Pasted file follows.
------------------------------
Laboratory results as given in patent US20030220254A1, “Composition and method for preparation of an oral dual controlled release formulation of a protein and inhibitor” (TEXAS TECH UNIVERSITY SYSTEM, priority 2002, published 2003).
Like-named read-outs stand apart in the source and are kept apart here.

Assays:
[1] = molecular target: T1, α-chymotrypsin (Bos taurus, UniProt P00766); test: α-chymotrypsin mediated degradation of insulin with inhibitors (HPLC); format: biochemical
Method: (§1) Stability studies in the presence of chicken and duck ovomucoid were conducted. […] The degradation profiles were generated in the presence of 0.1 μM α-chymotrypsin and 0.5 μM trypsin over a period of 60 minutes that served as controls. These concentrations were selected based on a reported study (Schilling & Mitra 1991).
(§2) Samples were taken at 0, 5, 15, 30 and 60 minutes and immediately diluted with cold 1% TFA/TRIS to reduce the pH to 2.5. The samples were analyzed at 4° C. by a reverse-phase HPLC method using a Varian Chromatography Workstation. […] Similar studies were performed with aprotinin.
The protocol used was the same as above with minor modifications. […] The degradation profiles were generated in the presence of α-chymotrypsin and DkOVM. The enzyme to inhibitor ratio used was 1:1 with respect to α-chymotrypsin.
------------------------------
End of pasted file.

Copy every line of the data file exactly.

Laboratory results as given in patent US20030220254A1, “Composition and method for preparation of an oral dual controlled release formulation of a protein and inhibitor” (TEXAS TECH UNIVERSITY SYSTEM, priority 2002, published 2003).
Like-named read-outs stand apart in the source and are kept apart here.

Assays:
[1] = molecular target: T1, α-chymotrypsin (Bos taurus, UniProt P00766); test: α-chymotrypsin mediated degradation of insulin with inhibitors (HPLC); format: biochemical
Method: (§1) Stability studies in the presence of chicken and duck ovomucoid were conducted. […] The degradation profiles were generated in the presence of 0.1 μM α-chymotrypsin and 0.5 μM trypsin over a period of 60 minutes that served as controls. These concentrations were selected based on a reported study (Schilling & Mitra 1991).
(§2) Samples were taken at 0, 5, 15, 30 and 60 minutes and immediately diluted with cold 1% TFA/TRIS to reduce the pH to 2.5. The samples were analyzed at 4° C. by a reverse-phase HPLC method using a Varian Chromatography Workstation. […] Similar studies were performed with aprotinin.
The protocol used was the same as above with minor modifications. […] The degradation profiles were generated in the presence of α-chymotrypsin and DkOVM. The enzyme to inhibitor ratio used was 1:1 with respect to α-chymotrypsin.